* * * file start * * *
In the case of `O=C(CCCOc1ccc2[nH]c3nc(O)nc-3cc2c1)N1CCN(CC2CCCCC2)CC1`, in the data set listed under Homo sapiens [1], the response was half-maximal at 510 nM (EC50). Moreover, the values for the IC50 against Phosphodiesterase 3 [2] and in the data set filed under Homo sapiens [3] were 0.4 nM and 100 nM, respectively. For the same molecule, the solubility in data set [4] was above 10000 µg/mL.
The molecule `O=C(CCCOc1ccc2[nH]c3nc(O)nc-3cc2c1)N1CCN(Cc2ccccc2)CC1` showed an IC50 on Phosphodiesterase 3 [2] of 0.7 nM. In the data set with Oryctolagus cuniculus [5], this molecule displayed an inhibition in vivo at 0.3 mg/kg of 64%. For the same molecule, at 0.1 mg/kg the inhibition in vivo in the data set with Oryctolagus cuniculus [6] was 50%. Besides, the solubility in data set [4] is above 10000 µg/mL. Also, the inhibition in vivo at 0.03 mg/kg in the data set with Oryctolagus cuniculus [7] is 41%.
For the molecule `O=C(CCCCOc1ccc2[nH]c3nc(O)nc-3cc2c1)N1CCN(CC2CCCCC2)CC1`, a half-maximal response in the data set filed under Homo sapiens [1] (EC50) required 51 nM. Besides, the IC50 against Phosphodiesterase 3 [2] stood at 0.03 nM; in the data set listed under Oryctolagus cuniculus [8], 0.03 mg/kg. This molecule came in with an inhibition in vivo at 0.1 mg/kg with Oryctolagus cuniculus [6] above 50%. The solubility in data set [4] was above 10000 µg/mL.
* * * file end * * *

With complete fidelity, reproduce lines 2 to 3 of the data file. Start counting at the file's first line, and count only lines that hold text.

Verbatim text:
The molecule `O=C(CCCOc1ccc2[nH]c3nc(O)nc-3cc2c1)N1CCN(Cc2ccccc2)CC1` showed an IC50 on Phosphodiesterase 3 [2] of 0.7 nM. In the data set with Oryctolagus cuniculus [5], this molecule displayed an inhibition in vivo at 0.3 mg/kg of 64%. For the same molecule, at 0.1 mg/kg the inhibition in vivo in the data set with Oryctolagus cuniculus [6] was 50%. Besides, the solubility in data set [4] is above 10000 µg/mL. Also, the inhibition in vivo at 0.03 mg/kg in the data set with Oryctolagus cuniculus [7] is 41%.
For the molecule `O=C(CCCCOc1ccc2[nH]c3nc(O)nc-3cc2c1)N1CCN(CC2CCCCC2)CC1`, a half-maximal response in the data set filed under Homo sapiens [1] (EC50) required 51 nM. Besides, the IC50 against Phosphodiesterase 3 [2] stood at 0.03 nM; in the data set listed under Oryctolagus cuniculus [8], 0.03 mg/kg. This molecule came in with an inhibition in vivo at 0.1 mg/kg with Oryctolagus cuniculus [6] above 50%. The solubility in data set [4] was above 10000 µg/mL.